We just bought a used car yesterday for DDs. They need it for work (6 people, 7 jobs, no transit and down to two cars) and college in the fall.
Consumer reports is your friend! The magazine is only a few dollars and worth every penny.
Before you shop, you have decide a few things.
First, your budget. It's really easy to pay too much, especially if you are in a rush.
Second, how much car do you want? We wanted a car with an expected life span of 4 to 6 years before major repairs would be an issue. For us, that meant good body condition as Canadian winters are hard on cars. It also meant moderate mileage, as the DDs will be putting in some road time to and from school.
Is climate an issue for you? In our area, a car without a functioning heater is not drivable in winter, so that's a must-do repair, and cost must be factored in. I'd guess other are parts of the US where A/C is equally a safety issue.
I'd start looking at used car sites, kijiji etc to get an idea of of used car prices in your area. Find something in your price range and then check the reports on that car. Decide if the down checks are something you can live with.
In our case, the brakes were rated a bit low, but we were okay with the idea that we'd possibly have to budget for repairs on a shorter lifespan.
Talk to people! Ask your friends and family what they are driving and what issues they are having.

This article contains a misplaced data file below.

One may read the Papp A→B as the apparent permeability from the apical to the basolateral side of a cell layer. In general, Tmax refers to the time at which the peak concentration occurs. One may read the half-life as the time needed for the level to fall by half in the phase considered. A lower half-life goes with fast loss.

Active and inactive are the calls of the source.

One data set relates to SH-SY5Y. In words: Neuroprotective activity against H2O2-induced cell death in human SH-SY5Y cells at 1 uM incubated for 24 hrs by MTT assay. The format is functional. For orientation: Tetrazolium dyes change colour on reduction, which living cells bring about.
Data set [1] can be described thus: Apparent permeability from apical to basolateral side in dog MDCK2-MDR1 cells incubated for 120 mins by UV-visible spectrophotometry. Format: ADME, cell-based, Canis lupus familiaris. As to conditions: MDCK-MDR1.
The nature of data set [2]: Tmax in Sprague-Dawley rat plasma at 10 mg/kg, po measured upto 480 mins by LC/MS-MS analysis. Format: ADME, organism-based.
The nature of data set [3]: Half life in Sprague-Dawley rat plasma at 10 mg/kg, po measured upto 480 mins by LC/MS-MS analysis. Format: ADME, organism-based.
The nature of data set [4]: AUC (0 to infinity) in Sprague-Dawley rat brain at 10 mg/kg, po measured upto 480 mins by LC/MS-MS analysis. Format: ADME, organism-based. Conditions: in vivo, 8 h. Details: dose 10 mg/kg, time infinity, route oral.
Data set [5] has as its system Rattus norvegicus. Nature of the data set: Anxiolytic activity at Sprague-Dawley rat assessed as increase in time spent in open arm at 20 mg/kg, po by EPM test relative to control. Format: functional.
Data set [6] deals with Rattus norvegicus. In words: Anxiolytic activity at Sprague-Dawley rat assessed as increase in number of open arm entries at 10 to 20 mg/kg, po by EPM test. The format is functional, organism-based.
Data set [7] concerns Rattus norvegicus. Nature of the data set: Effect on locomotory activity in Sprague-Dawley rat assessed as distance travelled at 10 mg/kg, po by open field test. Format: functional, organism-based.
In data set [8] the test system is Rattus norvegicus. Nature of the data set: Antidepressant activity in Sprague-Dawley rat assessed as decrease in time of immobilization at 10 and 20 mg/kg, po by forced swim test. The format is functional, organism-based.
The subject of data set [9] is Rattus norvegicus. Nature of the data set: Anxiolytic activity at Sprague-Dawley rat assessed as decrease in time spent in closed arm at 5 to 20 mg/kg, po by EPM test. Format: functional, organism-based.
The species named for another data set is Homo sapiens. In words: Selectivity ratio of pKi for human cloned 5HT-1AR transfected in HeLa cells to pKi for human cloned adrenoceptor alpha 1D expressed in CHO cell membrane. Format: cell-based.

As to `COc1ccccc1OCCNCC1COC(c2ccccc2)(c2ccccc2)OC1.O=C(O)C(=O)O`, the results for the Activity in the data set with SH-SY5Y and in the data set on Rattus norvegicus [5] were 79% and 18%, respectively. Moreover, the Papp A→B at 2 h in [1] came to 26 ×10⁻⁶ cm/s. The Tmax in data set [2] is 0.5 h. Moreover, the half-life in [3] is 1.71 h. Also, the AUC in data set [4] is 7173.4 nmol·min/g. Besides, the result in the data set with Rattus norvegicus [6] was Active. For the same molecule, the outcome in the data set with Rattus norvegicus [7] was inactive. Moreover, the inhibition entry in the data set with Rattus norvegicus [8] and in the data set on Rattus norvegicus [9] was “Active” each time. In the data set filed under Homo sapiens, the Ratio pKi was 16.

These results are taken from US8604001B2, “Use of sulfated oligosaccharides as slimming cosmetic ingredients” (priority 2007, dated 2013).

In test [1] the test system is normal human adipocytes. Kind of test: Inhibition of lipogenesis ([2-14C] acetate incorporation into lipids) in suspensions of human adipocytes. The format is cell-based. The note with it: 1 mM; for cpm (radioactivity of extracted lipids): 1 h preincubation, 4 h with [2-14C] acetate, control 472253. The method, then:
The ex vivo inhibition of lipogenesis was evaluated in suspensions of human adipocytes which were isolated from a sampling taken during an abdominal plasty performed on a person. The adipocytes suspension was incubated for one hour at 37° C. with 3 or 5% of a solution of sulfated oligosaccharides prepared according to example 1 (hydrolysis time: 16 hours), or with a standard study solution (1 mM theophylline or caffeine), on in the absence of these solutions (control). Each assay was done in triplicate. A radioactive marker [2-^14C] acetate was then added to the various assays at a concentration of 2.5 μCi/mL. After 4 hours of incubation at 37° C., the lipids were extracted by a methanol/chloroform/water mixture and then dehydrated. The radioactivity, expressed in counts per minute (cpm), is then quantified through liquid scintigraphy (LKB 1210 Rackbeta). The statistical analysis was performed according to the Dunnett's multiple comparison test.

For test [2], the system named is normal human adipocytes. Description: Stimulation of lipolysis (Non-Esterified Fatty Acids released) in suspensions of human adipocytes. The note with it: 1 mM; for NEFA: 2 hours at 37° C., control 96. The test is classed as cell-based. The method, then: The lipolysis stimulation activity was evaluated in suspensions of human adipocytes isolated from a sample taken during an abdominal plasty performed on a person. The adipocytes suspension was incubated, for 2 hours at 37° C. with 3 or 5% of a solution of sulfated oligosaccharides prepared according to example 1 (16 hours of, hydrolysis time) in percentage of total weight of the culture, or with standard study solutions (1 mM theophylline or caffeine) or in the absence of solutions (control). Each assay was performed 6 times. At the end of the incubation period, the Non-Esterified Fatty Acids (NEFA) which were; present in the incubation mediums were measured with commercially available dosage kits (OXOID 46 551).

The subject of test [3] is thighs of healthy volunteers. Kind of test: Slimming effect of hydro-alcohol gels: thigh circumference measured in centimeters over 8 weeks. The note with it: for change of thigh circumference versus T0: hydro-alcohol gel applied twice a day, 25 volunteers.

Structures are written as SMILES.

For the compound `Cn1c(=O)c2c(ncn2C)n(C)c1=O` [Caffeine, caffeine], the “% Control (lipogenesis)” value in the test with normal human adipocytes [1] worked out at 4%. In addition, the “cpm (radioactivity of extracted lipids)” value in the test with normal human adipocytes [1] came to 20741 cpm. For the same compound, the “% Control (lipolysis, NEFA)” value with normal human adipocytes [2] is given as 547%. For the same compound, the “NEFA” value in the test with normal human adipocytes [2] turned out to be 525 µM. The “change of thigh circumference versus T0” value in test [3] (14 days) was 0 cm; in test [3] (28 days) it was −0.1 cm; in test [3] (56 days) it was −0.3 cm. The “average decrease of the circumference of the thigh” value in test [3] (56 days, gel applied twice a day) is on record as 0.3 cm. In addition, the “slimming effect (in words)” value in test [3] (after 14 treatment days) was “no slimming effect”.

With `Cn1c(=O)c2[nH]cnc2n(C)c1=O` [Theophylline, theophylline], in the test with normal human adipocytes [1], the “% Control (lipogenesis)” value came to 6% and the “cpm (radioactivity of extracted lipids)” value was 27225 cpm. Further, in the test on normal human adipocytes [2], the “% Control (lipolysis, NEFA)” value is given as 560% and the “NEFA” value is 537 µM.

We stayed away from makes we haven't been happy with and it reduced a lot of stress. I ran into a friend who is an apprentice mechanic and asked about his car. Based on his comments, we took that model off the list.
By the same token, we have family members who have had the same car for years and have been very happy. That car was also highly rated and wound up at the top of our list.
Listen to your instincts about the person selling you the car. Our salesman was so low-key it was almost off-putting, but he did not push. And he won huge points when we wanted to test drive one car and he said "I wouldn't sell you that car. It has a bad shimmy in the front end. You're buying this for your kids, and I wouldn't let my kids drive that car." Given that the car had a dead battery and the girls hated the body layout, we skipped it.
Get the car checked. We bought used from a dealer. We knew the price might be a bit more than on a private sale, but for us the trade-off was that we didn't have to worry about mechanical reports, safety inspections or doing the title search. All that paperwork was included and we didn't have the hassle. (Like you, we were in a hurry).
Don't forget a title search! It will tell you if the car has been written of and rebuilt (major safety red flag!) or if there any liens or claims against the vehicle.